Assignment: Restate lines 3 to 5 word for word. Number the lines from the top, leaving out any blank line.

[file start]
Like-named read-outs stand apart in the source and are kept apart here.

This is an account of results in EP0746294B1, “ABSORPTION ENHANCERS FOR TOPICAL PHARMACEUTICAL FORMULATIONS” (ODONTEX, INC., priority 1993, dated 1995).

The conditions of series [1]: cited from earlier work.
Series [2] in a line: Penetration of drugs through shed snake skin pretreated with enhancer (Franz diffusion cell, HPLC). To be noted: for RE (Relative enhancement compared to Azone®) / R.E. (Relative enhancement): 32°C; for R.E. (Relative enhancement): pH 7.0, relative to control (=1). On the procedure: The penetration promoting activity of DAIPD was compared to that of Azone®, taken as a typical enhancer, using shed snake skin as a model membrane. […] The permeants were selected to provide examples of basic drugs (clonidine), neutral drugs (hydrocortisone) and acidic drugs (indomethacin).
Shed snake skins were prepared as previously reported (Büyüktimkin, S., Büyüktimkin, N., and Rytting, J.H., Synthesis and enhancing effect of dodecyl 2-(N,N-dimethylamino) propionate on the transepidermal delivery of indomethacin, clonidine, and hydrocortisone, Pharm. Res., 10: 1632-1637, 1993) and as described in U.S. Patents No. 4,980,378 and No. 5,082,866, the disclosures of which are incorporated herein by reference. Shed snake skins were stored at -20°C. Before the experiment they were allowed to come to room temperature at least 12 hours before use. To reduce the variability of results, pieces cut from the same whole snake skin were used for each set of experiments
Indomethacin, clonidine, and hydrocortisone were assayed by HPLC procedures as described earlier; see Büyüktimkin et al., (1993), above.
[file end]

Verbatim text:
The conditions of series [1]: cited from earlier work.
Series [2] in a line: Penetration of drugs through shed snake skin pretreated with enhancer (Franz diffusion cell, HPLC). To be noted: for RE (Relative enhancement compared to Azone®) / R.E. (Relative enhancement): 32°C; for R.E. (Relative enhancement): pH 7.0, relative to control (=1). On the procedure: The penetration promoting activity of DAIPD was compared to that of Azone®, taken as a typical enhancer, using shed snake skin as a model membrane. […] The permeants were selected to provide examples of basic drugs (clonidine), neutral drugs (hydrocortisone) and acidic drugs (indomethacin).
Shed snake skins were prepared as previously reported (Büyüktimkin, S., Büyüktimkin, N., and Rytting, J.H., Synthesis and enhancing effect of dodecyl 2-(N,N-dimethylamino) propionate on the transepidermal delivery of indomethacin, clonidine, and hydrocortisone, Pharm. Res., 10: 1632-1637, 1993) and as described in U.S. Patents No. 4,980,378 and No. 5,082,866, the disclosures of which are incorporated herein by reference. Shed snake skins were stored at -20°C. Before the experiment they were allowed to come to room temperature at least 12 hours before use. To reduce the variability of results, pieces cut from the same whole snake skin were used for each set of experiments